Endothelial Progenitor Cells Enhance Islet Engraftment, Influence b-Cell Function, and Modulate Islet Connexin 36 Expression
Sun, Wai Y.
Drogemuller, Chris J
Keating, Damien John
Coates, P Toby
Jessup, Claire Frances
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The success of pancreatic islet transplantation is limited by delayed engraftment and suboptimal function in the longer term. Endothelial progenitor cells (EPCs) represent a potential cellular therapy that may improve the engraftment of transplanted pancreatic islets. In addition, EPCs may directly affect the function of pancreatic β-cells. The objective of this study was to examine the ability of EPCs to enhance pancreatic islet transplantation in a murine syngeneic marginal mass transplant model and to examine the mechanisms through which this occurs. We found that cotransplanted EPCs improved the cure rate and initial glycemic control of transplanted islets. Gene expression data indicate that EPCs, or their soluble products, modulate the expression of the β-cell surface molecule connexin 36 and affect glucose-stimulated insulin release in vitro. In conclusion, EPCs are a promising candidate for improving outcomes in islet transplantation, and their mechanisms of action warrant further study.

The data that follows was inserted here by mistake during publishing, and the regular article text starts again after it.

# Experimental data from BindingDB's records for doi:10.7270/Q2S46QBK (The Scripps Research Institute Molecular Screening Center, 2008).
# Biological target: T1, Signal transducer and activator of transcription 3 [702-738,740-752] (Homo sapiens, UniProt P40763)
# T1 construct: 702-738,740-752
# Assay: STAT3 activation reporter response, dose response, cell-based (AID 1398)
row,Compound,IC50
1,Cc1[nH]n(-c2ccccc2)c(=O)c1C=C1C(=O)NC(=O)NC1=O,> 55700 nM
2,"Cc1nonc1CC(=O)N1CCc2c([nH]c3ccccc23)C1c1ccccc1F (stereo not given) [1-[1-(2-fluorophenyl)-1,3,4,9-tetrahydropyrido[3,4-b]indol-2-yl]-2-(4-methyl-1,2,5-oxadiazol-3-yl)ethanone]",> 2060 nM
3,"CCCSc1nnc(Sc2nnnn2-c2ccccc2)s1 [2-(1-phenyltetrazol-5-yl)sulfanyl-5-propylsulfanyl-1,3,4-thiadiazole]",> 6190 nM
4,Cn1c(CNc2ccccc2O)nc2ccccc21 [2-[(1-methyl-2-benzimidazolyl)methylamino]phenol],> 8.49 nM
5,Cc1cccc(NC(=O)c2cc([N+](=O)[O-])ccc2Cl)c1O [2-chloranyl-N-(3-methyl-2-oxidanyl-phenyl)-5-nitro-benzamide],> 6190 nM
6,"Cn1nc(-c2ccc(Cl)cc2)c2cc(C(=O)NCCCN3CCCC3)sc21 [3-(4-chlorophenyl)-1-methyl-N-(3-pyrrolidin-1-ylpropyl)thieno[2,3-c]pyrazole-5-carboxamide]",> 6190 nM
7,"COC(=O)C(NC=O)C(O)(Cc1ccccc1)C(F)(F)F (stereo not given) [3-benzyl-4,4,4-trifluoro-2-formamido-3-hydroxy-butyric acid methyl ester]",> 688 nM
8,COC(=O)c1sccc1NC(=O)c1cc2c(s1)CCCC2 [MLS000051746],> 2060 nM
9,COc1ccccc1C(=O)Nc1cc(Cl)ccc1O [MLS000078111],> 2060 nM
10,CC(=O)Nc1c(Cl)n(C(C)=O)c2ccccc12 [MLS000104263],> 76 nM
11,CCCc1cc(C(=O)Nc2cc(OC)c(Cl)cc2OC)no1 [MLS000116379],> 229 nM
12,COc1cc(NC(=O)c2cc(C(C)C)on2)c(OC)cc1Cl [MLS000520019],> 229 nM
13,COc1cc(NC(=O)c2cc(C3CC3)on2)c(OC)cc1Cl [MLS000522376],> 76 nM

This article has been made available by the publisher under a Creative Commons Attribution Non-Commercial (CC BY NC) license. https://www.cognizantcommunication.com/general-subscription-policies/open-access-policy Accessed 10/2/15